So, I took a mini sabbatical from blogging because of the balance I needed to strike in my professional life. I’m a working entrepreneur. I build someones brand while pursuing my career mission of sales consulting, training, seminars and book writing. So far, so good. When people ask me how I get it all in, I have one simple reply: “I don’t sleep.” I’m not a part of the Cullen clan and I don’t use a caffeine IV drip although my Yelp check-ins at Starbucks would allude to something different, I just choose to make sleep optional until I’m in a position that allows me the comfort of rest.
All of that being disclosed, I decided to rise from blogger sleep mode thanks to a recent experience. Nothing will spark the writing juices like a “nasty gram”, which I received from someone, assuming that I intentionally spelled their name wrong. This was silly to me for so many reasons. First, those of you who have read my blog know that I believe that a name is important for some pretty in-depth reasons. Secondly, the misspelling was unintentional and more specifically an error (yes, I make occasional mistakes) committed because I was rushing and not paying attention. Third, because it was smoke and mirrors allowing this person to “get back at me” (funny but sad), for addressing previous bad behavior.
Referring to a previous post, I spent three months in an environment where my name was incorrectly labeled as “Stacy” on my phone display, which had been programmed before my start date. It took me a significant period of time and several instances of actually being called Stacy, as well as incidents that made me question my value before I addressed it in the form of a blog post. Had someone misspelled my actual name wrong on an internal note, I may have noticed it but would have assumed it was an unintentional error that didn’t need to be addressed.
I didn’t have to dig far into my mental Rolodex to understand the situation. I have ZERO internal rapport with the person whose name I misspelled and her usual demeanor is pretty harsh so it wouldn’t be hard for her to believe the worst of other people–particularly one that she doesn’t like for some created reason. The lesson in all of this for me: 1) You will judge people based on your own behavior so it’s smart to be introspective and 2) Petty workplace behavior is limiting.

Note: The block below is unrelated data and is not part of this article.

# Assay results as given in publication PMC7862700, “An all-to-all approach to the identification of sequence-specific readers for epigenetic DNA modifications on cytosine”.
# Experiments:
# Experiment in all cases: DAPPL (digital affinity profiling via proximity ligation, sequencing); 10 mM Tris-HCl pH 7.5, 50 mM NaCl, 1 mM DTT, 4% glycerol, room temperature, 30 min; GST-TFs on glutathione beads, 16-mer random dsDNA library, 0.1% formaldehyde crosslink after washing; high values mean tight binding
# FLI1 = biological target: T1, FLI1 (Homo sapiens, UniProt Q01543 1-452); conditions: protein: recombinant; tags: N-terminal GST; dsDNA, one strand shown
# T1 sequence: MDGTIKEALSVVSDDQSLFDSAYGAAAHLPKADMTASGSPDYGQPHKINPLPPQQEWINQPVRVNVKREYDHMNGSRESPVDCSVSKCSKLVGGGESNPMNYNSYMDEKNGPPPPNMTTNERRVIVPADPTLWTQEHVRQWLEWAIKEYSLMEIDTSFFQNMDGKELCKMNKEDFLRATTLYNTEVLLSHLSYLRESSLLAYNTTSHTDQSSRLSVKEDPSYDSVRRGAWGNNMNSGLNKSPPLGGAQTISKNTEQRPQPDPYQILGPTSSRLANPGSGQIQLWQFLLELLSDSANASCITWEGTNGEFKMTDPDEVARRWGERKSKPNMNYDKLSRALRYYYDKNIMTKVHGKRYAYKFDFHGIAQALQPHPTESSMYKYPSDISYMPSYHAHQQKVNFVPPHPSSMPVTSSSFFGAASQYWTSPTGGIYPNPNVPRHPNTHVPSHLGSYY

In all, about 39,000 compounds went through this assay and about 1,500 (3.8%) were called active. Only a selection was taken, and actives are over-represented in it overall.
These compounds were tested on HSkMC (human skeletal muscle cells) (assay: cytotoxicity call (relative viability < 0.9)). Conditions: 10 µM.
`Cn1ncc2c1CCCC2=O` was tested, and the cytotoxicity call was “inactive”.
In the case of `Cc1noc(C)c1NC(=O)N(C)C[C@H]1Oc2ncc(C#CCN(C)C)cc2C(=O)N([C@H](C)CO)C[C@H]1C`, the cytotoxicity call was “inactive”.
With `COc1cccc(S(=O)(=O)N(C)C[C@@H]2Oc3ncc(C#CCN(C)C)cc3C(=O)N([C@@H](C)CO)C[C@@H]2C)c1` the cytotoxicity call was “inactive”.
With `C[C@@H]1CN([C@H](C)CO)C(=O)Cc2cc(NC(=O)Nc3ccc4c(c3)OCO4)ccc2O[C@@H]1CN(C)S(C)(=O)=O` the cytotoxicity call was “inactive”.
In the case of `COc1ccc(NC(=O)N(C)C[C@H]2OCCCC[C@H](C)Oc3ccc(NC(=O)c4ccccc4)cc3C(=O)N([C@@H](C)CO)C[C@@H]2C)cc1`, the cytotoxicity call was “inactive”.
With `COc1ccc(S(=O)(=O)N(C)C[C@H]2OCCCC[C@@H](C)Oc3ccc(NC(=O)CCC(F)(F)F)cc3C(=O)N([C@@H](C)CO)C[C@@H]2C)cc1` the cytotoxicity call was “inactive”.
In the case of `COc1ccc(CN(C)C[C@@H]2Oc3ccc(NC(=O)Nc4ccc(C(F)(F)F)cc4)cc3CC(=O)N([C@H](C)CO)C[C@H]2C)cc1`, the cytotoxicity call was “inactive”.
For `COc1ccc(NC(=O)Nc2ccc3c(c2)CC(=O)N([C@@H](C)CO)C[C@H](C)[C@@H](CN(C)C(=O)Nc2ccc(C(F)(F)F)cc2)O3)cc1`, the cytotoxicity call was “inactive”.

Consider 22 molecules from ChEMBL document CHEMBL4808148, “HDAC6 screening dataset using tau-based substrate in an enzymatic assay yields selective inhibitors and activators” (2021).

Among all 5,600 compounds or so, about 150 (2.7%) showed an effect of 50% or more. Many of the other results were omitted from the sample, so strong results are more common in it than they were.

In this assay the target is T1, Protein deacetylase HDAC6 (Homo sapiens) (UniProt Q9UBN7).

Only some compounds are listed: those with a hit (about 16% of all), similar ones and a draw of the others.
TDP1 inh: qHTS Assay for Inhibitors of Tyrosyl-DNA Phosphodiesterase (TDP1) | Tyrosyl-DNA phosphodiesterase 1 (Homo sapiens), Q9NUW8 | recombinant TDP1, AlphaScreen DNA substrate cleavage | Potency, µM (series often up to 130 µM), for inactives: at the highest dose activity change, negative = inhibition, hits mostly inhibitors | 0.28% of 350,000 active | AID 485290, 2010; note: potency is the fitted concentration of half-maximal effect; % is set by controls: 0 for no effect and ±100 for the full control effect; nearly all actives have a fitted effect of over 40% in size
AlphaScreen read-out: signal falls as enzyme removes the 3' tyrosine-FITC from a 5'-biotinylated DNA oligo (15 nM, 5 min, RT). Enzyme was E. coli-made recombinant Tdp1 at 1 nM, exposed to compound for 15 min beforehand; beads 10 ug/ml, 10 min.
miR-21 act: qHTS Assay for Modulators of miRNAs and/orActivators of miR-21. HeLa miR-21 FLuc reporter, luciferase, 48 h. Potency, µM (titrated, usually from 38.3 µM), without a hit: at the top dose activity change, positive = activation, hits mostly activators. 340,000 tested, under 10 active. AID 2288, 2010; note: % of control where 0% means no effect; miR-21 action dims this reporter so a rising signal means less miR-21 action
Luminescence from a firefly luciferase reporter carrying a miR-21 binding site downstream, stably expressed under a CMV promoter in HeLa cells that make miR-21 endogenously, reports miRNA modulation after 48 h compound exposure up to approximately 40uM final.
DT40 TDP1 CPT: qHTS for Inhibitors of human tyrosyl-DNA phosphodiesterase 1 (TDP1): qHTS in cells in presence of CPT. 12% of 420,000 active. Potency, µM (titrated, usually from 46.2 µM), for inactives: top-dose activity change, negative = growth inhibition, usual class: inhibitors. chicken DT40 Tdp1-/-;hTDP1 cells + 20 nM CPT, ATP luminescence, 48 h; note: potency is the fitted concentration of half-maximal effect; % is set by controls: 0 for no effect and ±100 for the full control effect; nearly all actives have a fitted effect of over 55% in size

If you think you are a conduit for negative work culture, Ask yourself a few questions so that you can determine IF or WHAT you need to change:
1) Do I give people a reason to have a poor perception of who I am professionally and personally?
2) Have I ever and am I currently referenced as someone who has a bad attitude?
3) Do I make excuses for my behavior or justifying my behavior?
4) Is there a known “time of day” that I am most approachable? (i.e., you have to know when to approach Mary, she’s definitely not a morning person”)
5) Am I the source for gossip? Do I routinely engage in negative conversation about my colleagues? Could I be used as the face of the company to welcome new peers?
6) Have I been confronted by someone regarding my behavior or about something that I have directed toward them? How did I react?
7) Do I have different work policies and practices depending on who I am supporting? Is my internal customer support as high as my external, lower, or the same?
8) Have I ever been embarrassed about my behavior but refused to apologize? Do I refuse to acknowledge my poor judgment?
9) Have I had poor interaction with more than one person with my behavior being questionable?
10) Do I ever think about being better? (Yes, would be a good thing. No, is usually a sign of disillusionment).
While the title includes the cliché of “silly rabbit” and you know the ending, the correct term for someone carrying out personal vendettas by using a small amount of workplace power is “playing reindeer games”. Remember that reindeer live on a harness and dirty behavior will provide the same limited movement in your career. This is a lesson that we could ALL learn from.